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Today, for the second time in two years, a constitutional amendment to define marriage could not get past a filibuster in the U.S. Senate. Proponents portrayed the constitutional amendment as a defense of marriage, an institution they see as imperiled by same-sex unions. Opponents called the amendment nothing more than election-year pandering.
More from NPR's David Welna, at the capital.
DAVID WELNA reporting:
It was the Senate's Republican Majority Leader Bill Frist who decided his fellow senators returning from a ten-day recess should spend the first half of this week arguing about a measure he and everyone else knew had no chance, a constitutional amendment requiring 67 Senate votes that would define marriage as the union of a man and a woman. Frist is retiring from the Senate this year and he's been courting religious conservatives aggressively for a possible presidential run. On the floor today, Frist warned that gay marriage may erode religious freedoms.
Senator BILL FRIST (Republican, Tennessee): We don't know yet the range and extent of the religious liberty conflicts that would arise from the imposition of same-sex marriage laws, but we do know that the implications are serious, that religious expression will be challenged and that it is a matter of deep public concern. And that is why we seek action in the United States Senate on this important issue.
WELNA: Banning same-sex marriage may well be an issue of deep concern to some Americans, but the Gallop poll this spring found it ranked Number 33 among the issues Americans wanted Congress to address. The Senate's number two Democrat, Dick Durbin, said what's really going on is that Republicans frightened by plunging poll numbers are turning to wedge issues to pump up support.
Senator DICK DURBIN (Democrat, Illinois): This is not about the preservation of marriage. This debate is about the preservation of a majority. The Republican majority believes that if they can bring these issues, which fire up their political base, to the floor that they will have better luck in the November election.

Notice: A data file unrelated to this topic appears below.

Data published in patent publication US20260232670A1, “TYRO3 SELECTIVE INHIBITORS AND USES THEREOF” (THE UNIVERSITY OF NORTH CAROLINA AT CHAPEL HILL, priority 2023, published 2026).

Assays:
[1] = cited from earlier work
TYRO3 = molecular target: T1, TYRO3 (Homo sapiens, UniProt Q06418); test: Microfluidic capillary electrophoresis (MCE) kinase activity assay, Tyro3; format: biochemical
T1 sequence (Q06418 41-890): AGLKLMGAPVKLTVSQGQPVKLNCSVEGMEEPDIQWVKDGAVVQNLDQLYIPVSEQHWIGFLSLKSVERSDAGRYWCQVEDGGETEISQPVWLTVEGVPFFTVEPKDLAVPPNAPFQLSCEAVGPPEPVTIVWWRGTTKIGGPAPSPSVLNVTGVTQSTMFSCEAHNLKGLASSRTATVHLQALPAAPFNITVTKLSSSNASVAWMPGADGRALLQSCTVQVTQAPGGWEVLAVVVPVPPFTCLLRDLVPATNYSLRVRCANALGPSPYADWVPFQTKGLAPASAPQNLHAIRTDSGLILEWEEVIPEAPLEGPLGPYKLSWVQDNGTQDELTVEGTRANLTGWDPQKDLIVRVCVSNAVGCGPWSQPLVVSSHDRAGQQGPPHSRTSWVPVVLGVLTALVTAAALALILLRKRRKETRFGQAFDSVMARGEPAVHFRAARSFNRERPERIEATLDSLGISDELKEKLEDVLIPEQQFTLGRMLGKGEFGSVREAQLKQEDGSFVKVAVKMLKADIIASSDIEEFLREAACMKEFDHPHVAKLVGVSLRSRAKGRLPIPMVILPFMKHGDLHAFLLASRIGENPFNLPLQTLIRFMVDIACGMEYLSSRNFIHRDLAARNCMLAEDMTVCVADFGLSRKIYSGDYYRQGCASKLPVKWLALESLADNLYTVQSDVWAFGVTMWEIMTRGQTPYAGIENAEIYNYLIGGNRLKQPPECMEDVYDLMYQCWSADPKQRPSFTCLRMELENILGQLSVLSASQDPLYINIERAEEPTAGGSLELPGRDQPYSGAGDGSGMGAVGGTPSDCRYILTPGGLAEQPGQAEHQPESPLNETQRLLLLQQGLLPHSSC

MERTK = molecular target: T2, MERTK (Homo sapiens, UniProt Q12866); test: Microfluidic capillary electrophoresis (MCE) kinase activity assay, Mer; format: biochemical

WELNA: And Wisconsin Democrat Russ Feingold, himself a presidential hopeful, pointed out that there are already millions of families in America headed by same-sex couples. Feingold pleaded with his colleagues not to demonize and scapegoat them.
Senator RUSS FEINGOLD (Democrat, Wisconsin): Let's allow, in fact, let's encourage states to extend rights and responsibilities to these decent, loving, law-abiding families. We can start today by rejecting this unnecessary, mean-spirited and poorly drafted constitutional amendment.
WELNA: Only 49 Senators voted to cut off debate on the amendment, 11 votes short of the 60 needed to break a filibuster and 18 short of the 67 votes needed to approve it. It was also only one vote more than proponents mustered two years ago, even though Republicans hold four more seats now than they did then. Seven Republicans, including two who'd previously supported a vote on the amendment, voted against it today. Colorado Republican Wayne Allard, who sponsored the measure, admitted this was less support than he'd counted on.
Senator WAYNE ALLARD (Republican, Colorado): Well we were hoping to get over 50 percent, but that didn't happen today. You know, we're content that we've got our margins to grow.
WELNA: But Kansas Republican Sam Brownback, another presidential hopeful, said the push to pass the amendment is far from over.
Senator SAM BROWNBACK (Republican, Kansas): We're making progress and we're not going to stop until marriage between a man and a woman is protected.
WELNA: After today's vote, the Senate moved on to another measure with few prospects of passing, permanent repeal of the Estate Tax. A vote to cut off that debate is scheduled for tomorrow.
David Welna, NPR News, the capital.
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